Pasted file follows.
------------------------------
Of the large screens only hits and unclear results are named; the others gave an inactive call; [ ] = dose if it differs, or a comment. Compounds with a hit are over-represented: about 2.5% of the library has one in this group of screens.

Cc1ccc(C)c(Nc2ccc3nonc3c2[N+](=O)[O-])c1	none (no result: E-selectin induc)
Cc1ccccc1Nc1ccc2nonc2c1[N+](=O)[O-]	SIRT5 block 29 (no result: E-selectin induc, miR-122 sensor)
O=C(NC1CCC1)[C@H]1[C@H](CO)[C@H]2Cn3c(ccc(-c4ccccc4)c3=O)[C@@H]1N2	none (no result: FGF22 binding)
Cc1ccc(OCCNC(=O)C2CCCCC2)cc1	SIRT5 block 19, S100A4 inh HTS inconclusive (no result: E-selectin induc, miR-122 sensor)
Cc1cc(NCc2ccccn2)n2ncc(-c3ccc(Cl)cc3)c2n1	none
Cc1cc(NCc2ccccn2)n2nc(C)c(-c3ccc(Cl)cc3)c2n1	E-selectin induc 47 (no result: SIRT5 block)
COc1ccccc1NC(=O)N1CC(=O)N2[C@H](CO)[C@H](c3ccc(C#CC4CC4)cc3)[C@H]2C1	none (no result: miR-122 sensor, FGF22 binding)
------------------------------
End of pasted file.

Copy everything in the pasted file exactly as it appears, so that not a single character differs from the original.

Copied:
Of the large screens only hits and unclear results are named; the others gave an inactive call; [ ] = dose if it differs, or a comment. Compounds with a hit are over-represented: about 2.5% of the library has one in this group of screens.

Cc1ccc(C)c(Nc2ccc3nonc3c2[N+](=O)[O-])c1	none (no result: E-selectin induc)
Cc1ccccc1Nc1ccc2nonc2c1[N+](=O)[O-]	SIRT5 block 29 (no result: E-selectin induc, miR-122 sensor)
O=C(NC1CCC1)[C@H]1[C@H](CO)[C@H]2Cn3c(ccc(-c4ccccc4)c3=O)[C@@H]1N2	none (no result: FGF22 binding)
Cc1ccc(OCCNC(=O)C2CCCCC2)cc1	SIRT5 block 19, S100A4 inh HTS inconclusive (no result: E-selectin induc, miR-122 sensor)
Cc1cc(NCc2ccccn2)n2ncc(-c3ccc(Cl)cc3)c2n1	none
Cc1cc(NCc2ccccn2)n2nc(C)c(-c3ccc(Cl)cc3)c2n1	E-selectin induc 47 (no result: SIRT5 block)
COc1ccccc1NC(=O)N1CC(=O)N2[C@H](CO)[C@H](c3ccc(C#CC4CC4)cc3)[C@H]2C1	none (no result: miR-122 sensor, FGF22 binding)